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Hi Analysts,

I am running into this problem of an AC electric motor in a vertical electric motor driven centrifugal sea cooling pump configuration. The overall velocity vibration of the motor NDE is oscillating from 2.8mm/s RMS to 13.5mm/s RMS as picture below.

The overall velocity of Pump NDE is also oscillating from 0.6mm/s to 1.8mm/s.

Have you guys encountered this behavior and could you please suggest me the possible causes and share your related experiences about this case.

I've also attached some spectrum and time waveform, motor-pump arrangement drawing in the attached file. (Noted for this vertical configuration, V direction refer to the direction inline with suction/discharge piping, H direction is the direction perpendicular to V direction)

Kind regards and success.

Attachments

Images (14)
  • Overall Pump NDE (1)
  • Overall Pump NDE (2)
  • Spectrum Motor DE-A
  • Spectrum Motor De-H
  • Spectrum Motor DE-V
  • Spectrum Motor NDE-H
  • Spectrum Motor NDE-V
  • Spectrum Pump DE-A
  • Spectrum Pump DE-H
  • Spectrum Pump DE-V
  • Spectrum Pump NDE-H
  • Waveform Motor NDE-H
  • Waveform Motor NDE-V
  • zoom spectrum 1xRPM motor NDE
Files (1)
Tags: Motor, Oscillating, vibration

Replies sorted oldest to newest

@Registered Member posted:

Go to Troubleshooting Induction Motors and review in particular the content on page 10 about beating.

Hi John,

Thank you so much for your information. For slip-beat vibration, when was on site, I tried to record a spectrum with high resolution and low fmax to separate the beat frequencies (if any). As in the "zoom" spectrum below, I don't see the present of 4xPole frequency (this motor is 4 pole).

RM

Are there other machines operating at same speed nearby?

What has been checked/verified so far?

Have you inspected the coupling?

Are there bearings in the pump?

1x rpm in your fft shows "skirting" at the base of the peak, this can indicate a natural frequency is present, have you done a bump test with the unit off or with it running? Monitor live time with machine running, continuously bump the motor with a dead blow hammer, watch the fft for a "mound" of energy to show up while you bump the machine and decrease after you stop bumping machine. Your vibration data shows a very large amplitude difference from motor drive end H to V, this too indicates a natural frequency issue.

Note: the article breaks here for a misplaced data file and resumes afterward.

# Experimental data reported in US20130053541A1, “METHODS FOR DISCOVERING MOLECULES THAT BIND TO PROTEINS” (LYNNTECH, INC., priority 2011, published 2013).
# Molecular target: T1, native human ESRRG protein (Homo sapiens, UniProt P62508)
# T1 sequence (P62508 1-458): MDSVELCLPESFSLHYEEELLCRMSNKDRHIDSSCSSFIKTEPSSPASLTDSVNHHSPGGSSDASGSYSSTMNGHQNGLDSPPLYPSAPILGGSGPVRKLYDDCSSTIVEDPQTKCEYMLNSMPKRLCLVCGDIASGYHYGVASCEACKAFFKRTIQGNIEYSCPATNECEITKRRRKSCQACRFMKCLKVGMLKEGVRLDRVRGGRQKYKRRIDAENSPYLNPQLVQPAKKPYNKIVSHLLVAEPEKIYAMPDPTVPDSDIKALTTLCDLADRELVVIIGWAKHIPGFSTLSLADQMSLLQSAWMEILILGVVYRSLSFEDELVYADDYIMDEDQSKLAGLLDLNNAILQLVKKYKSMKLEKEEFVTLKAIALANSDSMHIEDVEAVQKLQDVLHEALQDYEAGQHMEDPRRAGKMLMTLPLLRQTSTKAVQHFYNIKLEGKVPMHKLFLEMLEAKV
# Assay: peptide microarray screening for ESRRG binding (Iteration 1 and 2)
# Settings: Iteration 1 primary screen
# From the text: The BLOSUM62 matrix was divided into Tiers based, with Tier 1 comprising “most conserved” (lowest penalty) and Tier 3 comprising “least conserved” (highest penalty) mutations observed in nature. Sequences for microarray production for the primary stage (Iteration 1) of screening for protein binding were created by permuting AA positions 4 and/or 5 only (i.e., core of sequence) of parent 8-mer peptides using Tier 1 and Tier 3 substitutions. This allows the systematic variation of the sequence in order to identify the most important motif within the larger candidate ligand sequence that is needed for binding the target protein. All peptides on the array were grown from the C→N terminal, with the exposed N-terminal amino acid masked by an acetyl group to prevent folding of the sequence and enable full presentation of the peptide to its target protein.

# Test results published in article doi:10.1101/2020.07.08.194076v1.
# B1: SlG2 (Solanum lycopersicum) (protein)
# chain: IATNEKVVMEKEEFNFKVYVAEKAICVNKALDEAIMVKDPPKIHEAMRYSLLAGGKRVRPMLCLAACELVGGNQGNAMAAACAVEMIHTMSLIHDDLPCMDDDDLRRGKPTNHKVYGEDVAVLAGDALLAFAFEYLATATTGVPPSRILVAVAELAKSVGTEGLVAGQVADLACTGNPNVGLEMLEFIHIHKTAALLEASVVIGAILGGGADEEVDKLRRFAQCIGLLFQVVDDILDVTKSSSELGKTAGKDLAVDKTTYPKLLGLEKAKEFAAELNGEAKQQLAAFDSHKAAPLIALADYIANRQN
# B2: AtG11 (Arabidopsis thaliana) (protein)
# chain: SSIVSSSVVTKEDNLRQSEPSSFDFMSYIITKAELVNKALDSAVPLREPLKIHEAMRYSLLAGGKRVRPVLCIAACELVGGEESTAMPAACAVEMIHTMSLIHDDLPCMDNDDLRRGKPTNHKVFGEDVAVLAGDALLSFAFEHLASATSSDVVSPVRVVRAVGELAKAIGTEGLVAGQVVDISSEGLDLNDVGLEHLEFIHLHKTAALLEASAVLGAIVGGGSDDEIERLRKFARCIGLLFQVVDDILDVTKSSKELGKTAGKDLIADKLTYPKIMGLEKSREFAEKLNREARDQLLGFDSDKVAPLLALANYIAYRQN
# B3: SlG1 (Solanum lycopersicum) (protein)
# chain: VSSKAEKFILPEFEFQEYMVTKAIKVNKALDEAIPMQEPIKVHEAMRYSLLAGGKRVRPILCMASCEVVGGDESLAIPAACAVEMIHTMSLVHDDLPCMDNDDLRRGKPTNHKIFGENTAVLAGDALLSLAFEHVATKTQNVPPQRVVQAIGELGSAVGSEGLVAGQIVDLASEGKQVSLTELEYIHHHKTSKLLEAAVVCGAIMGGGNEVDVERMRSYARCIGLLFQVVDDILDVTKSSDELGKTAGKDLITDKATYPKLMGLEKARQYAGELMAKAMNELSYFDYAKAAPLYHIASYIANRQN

With the pump running, monitor vibration live time, loosen 1 foot bolt at a time and watch what happens to the vibration, if vibration changes, then there could be a soft foot present.

AMS software I see, can you post a "multiple point plot", tag the motor HVA on both ends and any pump points, looking to compare all points at once in all directions. See attached example

Dave

Attachments

Images (1)
  • multiple point plot
RM

Hi Dave,

Thank you so much for your help! For your question:

1. We have 2 next MSWC-pump to this pump with the 3x50% configuration. 2 MSWC pumps is running at a time.

2. We weren't able to physically check the pump at the moment

3. Pump doesn't have bearings

I will manage to check pump for soft foot and resonant in the soonest opportunity as you suggest. For the fluctuating of the overall amplitude, what is your theory? Does resonant or soft foot alone can create such phenomenon?

I've also attached the multipoint spectrum as you ask.

Again, I am very happy to hear about your thought.

Attachments

Images (1)
  • Multipoint
RM

The beat, in my opinion, is coming from: loose bearing fit to shaft/housing in motor, soft foot, worn coupling or the 2 running pumps are beating with each other. The imbalance from 1 pump eventually lines up with the imbalance from pump 2 then eventually the separate again runs smoother.